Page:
The old met the new on Wednesday as DC’s ongoing celebration of Jack Kirby’s centennial crossed paths with the publisher’s newest imprint, Young Animal. This blending of sensibilities is not novel for Young Animal; Shade the Changing Girl is a homage to both Steve Ditko’s original stories along Peter Milligrin and Chris Bachalo’s iconic 90s take for Vertigo. In this case, Bug! The Adventures of Forager is a new limited series centered on a minor player from Jack Kirby’s sprawling New Gods cosmology. Forager is a member of a race of humanoid creatures called bugs which compose the working class of New Genesis. They are viewed, often dismissively, as nameless, interchangeable laborers in the machinery of New Genesis. Forager, however, feels the tug of independence, a sensation reinforced by the suggestion that his destiny lies above, not below, the surface. The opening page of Bug! relates this background information in a succinct manner while also delightfully establishing the series’ idiosyncratic tone.
The comic opens with Forager asking “Why am I not like the others?” Forager is confused by these strange emotions of individuality, wishing for the simpler perspective of his fellow workers. Artist Michael Allred illustrates Forager’s inner turmoil with a series of close-cropped panels, creating a cramped ambiance which mirrors Forager’s confusion. This sensation is heightened through the use of alternating black panels which suggest gaps in Forager’s memory. Events flash by the reader’s eyes: a confrontation with Orion, Batman knocking out Orion (with just one punch?) and Forager’s heroic actions. Through the use of such stark snapshots, Michael Allred, along with writer Lee Allred, convey exposition in a tense, engaging manner while also announcing the oft-kilter tone of their series. Indeed, it is only after the first page that things start truly getting weird.
Forager wakes up sunk deep within a gooey cocoon. Once he fights his way free he discovers himself in a . . . perfectly ordinary basement. The room appears to be a type of storage facility, full of odds and ends such as a snare drum, Christmas card and mannequin limbs. Forager reflects on how Metron would evaluate the situation (“science, blah, blah, blah”) and concludes that the New Gods, not knowing what else to do with his body, stashed it away for the time being. Just as Forager is beginning to get a hold of the situation, he meets a child ghost, troublesome monsters and a philosophical teddy bear.
As this summery suggests, there is a strong current of absurdism flowing through these pages. There is a looseness to Lee Allred’s script which lends the narrative an anything could happen vibe. Yet, as events grow increasingly surreal, Lee Allred never loses sight of his story’s emotional core; the internal dilemma glimpsed in the opening page reoccurs throughout the issue. It is most prominently addressed in a conversation Forager and the teddy bear have on the subject of free will. The teddy bear observes that simply rebelling for the sake of rebelling is its own form of prison. The hero Orion is as confined by his hatred for Darkseid as any Parademon is by its blind devotion to the tyrant. At the same time, Lee Allred keeps the beats breezy with puns. This tone carries over to Michael Allred’s art which illustrates one of the teddy bear’s observation with the image of New Gods tipping over, like dominoes, blindly following the instructions of Highfather. These panels mirror the elaborate domino relay with which the ghost girl is filling the room. Michael Allred plays up the ridiculous side of the scenario with his adorably blank faced stuffed animal. He is assisted in this approach by Laura Allred’s bright, energetic coloring. Balancing serious and satirical can be tricky; often one tone ends up undercutting the other. What is so impressive about Bug! is how well Lee and Michael Allred blend these two sensibilities.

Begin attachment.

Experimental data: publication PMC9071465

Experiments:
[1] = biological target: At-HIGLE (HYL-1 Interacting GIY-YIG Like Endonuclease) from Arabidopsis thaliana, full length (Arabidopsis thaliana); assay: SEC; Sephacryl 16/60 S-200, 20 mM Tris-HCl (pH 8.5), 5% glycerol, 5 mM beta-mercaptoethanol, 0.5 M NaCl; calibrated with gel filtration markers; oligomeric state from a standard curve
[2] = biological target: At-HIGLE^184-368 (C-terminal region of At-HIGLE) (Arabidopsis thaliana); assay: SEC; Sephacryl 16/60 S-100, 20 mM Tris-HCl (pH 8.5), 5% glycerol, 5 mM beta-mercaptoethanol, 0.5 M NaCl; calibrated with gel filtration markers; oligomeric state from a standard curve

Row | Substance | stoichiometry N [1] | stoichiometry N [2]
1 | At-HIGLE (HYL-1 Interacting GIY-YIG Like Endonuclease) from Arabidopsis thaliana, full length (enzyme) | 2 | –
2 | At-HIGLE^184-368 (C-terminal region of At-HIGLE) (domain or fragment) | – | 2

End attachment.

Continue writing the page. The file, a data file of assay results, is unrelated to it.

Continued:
One of the defining hallmarks of Kirby’s late period career is a sense of anything goes. Series such as Kamandi gleefully leaped from one outrageous scenario to another, constantly reveling in the fantastical, while also lacing in some social satire along the way. Lee and Michael Allred successfully channel this rambunctious spirit for Bug!. Mid-way through the comic, the dominoes start tipping over and doors are flung open to broader canvases which include more characters from Kirby’s time at DC. Through it all, Michael Allred keeps his spirited art flowing, fully embracing the script’s oddities. This is a comic that both follows its own rules yet feels entirely logical. In such a way, it is a lively romp and fitting tribute for Kirby, The King of Comics.